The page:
This means that the contents of an RDF database can be augmented dynamically as more information arrives about a resource. This is only possible because of the unique identifier for the resource (http://www.bized.ac.uk) and the property (http://purl.org/dc/elements/1.0/Description). Only because [http://www.bized.ac.uk/] is the globally unique identifier of a resource can we be sure that both comments refer to the resource [http://www.bized.ac.uk]. Similarly, only because the arc property is also unique can we be certain (if we pay attention to the vocabulary) what aspect or property of the resource [http://www.bized.ac.uk] it refers to.
The second implication for the aggregation of data arises because RDF data is machine processable, can be outputted by machine, and is also serializable in XML. Because of this, RDF data from remote and local sources can be easily and seamlessly integrated and displayed.
RDF therefore provides a way of aggregating diverse data about uniquely identifiable things. One obvious application of this is for the aggregation of metadata about webpages, although it is by no means limited to this use. One major advantage of using this system is that metadata from diverse sources could easily be integrated. So for example data from different recommendation systems or from very different places could be joined together. The Open Directory, for example, can be accessed as XML/RDF . RSS channels can be integrated, and are easy to build mechanically . Search results can also be built into this mechanism. This aspect of integrating diverse sources of information using RDF is used by the Aurora project in Mozilla .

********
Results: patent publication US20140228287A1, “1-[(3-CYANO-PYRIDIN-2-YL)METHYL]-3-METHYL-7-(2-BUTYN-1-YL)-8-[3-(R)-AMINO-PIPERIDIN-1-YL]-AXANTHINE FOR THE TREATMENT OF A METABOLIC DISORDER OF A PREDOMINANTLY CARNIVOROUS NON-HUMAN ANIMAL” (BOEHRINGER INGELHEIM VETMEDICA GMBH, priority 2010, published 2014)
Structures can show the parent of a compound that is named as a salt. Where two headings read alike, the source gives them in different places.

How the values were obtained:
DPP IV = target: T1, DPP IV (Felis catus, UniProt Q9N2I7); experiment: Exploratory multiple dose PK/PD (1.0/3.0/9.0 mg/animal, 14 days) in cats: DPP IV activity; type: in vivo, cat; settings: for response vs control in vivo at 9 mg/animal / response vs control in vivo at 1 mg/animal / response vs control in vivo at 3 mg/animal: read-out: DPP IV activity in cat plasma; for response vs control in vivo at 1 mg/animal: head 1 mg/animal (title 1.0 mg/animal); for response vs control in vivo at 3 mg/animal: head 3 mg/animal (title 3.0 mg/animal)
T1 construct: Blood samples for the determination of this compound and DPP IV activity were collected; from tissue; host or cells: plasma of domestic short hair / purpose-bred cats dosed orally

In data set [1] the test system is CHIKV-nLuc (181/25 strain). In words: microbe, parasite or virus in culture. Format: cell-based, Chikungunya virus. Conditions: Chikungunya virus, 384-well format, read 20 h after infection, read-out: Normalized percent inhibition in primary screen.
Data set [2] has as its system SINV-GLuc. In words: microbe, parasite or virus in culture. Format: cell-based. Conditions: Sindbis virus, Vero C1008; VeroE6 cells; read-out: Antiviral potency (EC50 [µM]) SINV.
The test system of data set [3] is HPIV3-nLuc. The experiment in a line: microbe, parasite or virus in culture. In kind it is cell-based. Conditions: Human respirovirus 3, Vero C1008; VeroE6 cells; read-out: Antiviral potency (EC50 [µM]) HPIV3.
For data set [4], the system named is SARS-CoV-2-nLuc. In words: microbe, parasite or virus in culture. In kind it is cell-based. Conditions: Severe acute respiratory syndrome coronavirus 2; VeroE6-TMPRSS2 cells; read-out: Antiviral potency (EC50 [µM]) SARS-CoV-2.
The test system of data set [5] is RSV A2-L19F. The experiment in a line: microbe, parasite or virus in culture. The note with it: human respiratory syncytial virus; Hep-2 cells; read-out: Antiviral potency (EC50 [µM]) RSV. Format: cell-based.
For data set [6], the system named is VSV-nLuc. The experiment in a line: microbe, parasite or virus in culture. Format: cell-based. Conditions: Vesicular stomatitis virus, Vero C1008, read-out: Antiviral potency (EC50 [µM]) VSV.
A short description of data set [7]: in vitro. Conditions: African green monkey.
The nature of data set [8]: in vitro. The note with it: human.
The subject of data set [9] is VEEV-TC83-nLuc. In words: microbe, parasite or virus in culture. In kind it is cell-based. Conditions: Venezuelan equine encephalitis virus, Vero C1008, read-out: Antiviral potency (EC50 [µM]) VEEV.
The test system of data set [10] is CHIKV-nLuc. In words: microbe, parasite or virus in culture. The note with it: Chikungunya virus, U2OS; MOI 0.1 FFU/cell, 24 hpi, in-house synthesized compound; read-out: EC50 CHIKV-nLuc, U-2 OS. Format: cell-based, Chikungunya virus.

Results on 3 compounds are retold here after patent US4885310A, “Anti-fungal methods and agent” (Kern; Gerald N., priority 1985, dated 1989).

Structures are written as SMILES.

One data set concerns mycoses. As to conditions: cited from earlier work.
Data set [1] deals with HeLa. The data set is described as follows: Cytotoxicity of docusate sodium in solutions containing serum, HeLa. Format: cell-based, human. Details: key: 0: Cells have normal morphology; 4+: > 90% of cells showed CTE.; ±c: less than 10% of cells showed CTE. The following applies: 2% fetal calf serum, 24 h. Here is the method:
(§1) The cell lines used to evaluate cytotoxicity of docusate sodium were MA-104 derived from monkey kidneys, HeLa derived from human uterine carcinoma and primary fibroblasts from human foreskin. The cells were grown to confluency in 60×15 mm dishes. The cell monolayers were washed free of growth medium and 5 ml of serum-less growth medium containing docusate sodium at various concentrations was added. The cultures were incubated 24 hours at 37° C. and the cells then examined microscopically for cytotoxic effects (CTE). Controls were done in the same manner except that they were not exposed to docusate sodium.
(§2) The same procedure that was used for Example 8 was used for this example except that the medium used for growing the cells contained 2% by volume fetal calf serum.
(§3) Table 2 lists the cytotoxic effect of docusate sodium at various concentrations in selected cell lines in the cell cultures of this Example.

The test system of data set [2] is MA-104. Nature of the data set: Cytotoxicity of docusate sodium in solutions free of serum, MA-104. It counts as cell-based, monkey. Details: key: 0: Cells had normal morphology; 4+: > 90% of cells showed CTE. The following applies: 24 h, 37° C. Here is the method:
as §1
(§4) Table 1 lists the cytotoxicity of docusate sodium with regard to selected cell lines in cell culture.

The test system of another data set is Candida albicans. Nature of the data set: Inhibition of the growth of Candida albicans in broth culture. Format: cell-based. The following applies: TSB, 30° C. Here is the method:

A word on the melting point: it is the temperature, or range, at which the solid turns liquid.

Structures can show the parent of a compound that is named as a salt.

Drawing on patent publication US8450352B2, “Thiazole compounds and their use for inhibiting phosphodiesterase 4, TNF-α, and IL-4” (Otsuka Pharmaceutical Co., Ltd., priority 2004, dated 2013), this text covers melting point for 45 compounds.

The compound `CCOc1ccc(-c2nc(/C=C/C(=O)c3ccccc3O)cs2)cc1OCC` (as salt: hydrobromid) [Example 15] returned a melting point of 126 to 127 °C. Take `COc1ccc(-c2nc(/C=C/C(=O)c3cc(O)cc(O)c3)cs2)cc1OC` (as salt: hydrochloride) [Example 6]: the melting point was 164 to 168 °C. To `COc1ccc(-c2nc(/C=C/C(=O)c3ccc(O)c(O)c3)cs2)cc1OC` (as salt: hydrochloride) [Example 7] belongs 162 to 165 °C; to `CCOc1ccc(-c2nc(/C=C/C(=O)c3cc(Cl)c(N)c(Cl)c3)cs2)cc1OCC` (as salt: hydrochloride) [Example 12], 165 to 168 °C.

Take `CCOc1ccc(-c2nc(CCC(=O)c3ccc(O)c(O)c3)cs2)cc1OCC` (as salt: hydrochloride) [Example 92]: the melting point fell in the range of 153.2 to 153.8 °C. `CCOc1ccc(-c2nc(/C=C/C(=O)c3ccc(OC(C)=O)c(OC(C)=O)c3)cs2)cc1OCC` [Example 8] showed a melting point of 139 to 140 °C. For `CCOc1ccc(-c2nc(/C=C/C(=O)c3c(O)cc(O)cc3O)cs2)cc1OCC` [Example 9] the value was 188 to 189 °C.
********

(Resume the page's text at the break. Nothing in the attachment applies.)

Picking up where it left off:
The next section describes how we have implemented a simple recommender system using RDF.
There are many annotations and shared bookmark sites available , but they are often based around creating bookmarks for oneself and making them public, or keeping them private but making them accessible to yourself from different locations instead of only from a single browser. In contrast, the system described below is designed to be used by a small group of individuals to share their recommendations about webpages, functioning a little like a mailing list. Because the system uses RDF, recommendations from different groups can easily be aggregated together.
The main issue with the input is the form of the RDF to be
stored. We have used the Dublin Core and RDF syntax to describe the
resources, so as to insure interoperability as far as possible. To
describe the persons who recommend webpages we have used an interim
vocabulary, but the hope is that some more widely acceptable
vocabulary will become available for describing individuals.
A given recommendation is described in RDF as:
or for clarity, in XML:
<rdf:RDF xmlns:rdf="http://www.w3.org/1999/02/22-rdf-syntax-ns#" xmlns:dc="http://purl.org/dc/elements/1.0/" xmlns:r=" http://rdf.desire.org/vocab/recommend.rdf#"> <rdf:Title> <rdf:subject resource="http://www.bized.ac.uk" /> <rdf:predicate resource="http://purl.org/dc/elements/1.0/Subject" /> <rdf:object>Biz/ed</rdf:object> <rdf:type resource="http://www.w3.org/1999/02/22-rdf-syntax-ns#Statement"/> <r:attributedTo resource="http://www.ilrt.bris.ac.uk/12345" /> </rdf:Description> </rdf:RDF>
Additional nodes can be added for dc:Description and
This annotation of a webpage is not treated as an aspect of the web page itself, but as a separate and well-defined comment about the webpage . A new node is created for the comment with fields indicating that it is a reification, and an attributedTo field to specify who made the recommendation.